The matter is serious, as the WW production process occurs in LHC collisions mainly by quark-antiquark annihilations, for which uncertainties are small. It is a very simple electroweak process and SM calculations just cannot be much off. But of course, with dozens of measurements of production rates by the LHC, finding one off cannot be too exciting, can it ?

Apparently, it can. In fact, the only missing piece to the picture of high-energy WW production cross section measurements, given the LHC Run 1 data, was the ATLAS 8-TeV WW result. And it has just been shown at ICHEP: ATLAS measures the cross section at 71.4+-7.5 pb, considerably higher than the theory prediction (57.3 pb) [For comparison, a year ago CMS published its measurement at 8 TeV as σ(WW)=69.9+-6.9 pb, using only a few inverse fb of 8 TeV data; the result is more precise than the new ATLAS one, but it is systematics-dominated as the competitors', so it is unlikely that CMS will try to improve it soon]. A zoom-in view of the new ATLAS measurement is shown below - I was intrigued by the choice of colours and symbols enough to want to zoom into the new measurement (the third line from top).

Artistic, isn't it ? The grey bars are SM theory predictions, and the orange one is the new ATLAS measurement. Okay, yes, artistic maybe, but more interesting is the whole graph, which collects many different measurements by ATLAS. See below.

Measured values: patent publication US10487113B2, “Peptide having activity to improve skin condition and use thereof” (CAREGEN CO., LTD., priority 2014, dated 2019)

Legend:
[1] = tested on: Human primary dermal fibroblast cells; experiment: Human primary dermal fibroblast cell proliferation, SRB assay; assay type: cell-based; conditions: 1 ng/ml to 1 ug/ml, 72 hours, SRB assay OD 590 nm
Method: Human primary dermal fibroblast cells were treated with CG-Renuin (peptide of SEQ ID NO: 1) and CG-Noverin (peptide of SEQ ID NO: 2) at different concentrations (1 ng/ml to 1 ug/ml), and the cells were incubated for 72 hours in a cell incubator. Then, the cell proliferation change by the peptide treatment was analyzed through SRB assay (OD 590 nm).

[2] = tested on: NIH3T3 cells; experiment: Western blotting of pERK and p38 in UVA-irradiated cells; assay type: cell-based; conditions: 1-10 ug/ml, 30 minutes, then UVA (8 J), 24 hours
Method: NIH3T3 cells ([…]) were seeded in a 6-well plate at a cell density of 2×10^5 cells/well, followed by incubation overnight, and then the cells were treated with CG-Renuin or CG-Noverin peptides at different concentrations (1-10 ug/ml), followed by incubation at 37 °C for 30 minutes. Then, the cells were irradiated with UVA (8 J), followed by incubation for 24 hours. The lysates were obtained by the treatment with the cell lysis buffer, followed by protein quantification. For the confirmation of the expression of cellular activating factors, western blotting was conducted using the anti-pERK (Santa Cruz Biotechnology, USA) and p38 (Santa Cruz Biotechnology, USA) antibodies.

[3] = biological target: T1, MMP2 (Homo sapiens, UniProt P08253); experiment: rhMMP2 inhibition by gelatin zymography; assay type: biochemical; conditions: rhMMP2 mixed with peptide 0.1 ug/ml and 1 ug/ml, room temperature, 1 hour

The graph is busy, but you do not need to go through that whole list. The point is that we have some consistent deviations by the two LHC experiments with respect to the Standard Model; and a rather simple Supersymmetric scenario which appears to fit these deviations effectively. Even more significant is the fact that the model published by the SUSY phenomenologists came before the latest ATLAS result; so it is to some degree a "confirmation" of the picture drawn by the theorists.

The graph below, taken from the preprint, is rather striking. It is a "temperature plot" showing the difference of the likelihood from the value of the best fit. Values close to zero are in red, and they indicate points of parameter space which give a good fit to the considered ATLAS and CMS measurements. On the horizontal axis you see the stop mass, on the vertical axis the neutralino mass. There is a nice band of red points around M_stop=200, M_neu=150 GeV which is out of the current excluded regions of parameter space (lying below the black, yellow, and purple curves).

Despite the inspiring graph and the red streak of high-likelihood values lying entirely in non-excluded regions, the significance of the departures from SM rates is so far still too weak to claim anything; and yet, as I said above, some SUSY phenomenologists are not going to bed tonight, preferring to check their models than sleeping over it.

What can I say... If they're roses, they will flourish. I very much hope they will, but I remain sceptical. It ill be very interesting to see if ATLAS and CMS will make an effort to investigate more in detail the SUSY scenarios which would give exactly the observed excesses. Of course, the LHC SUSY searches are already extremely wide-range, but some corner of phase space might still be looked at in more detail... And needless to say, the 13-TeV LHC run of 2015 is getting closer. So stay tuned for what could fizzle out or become the discovery of a young but already eventful century!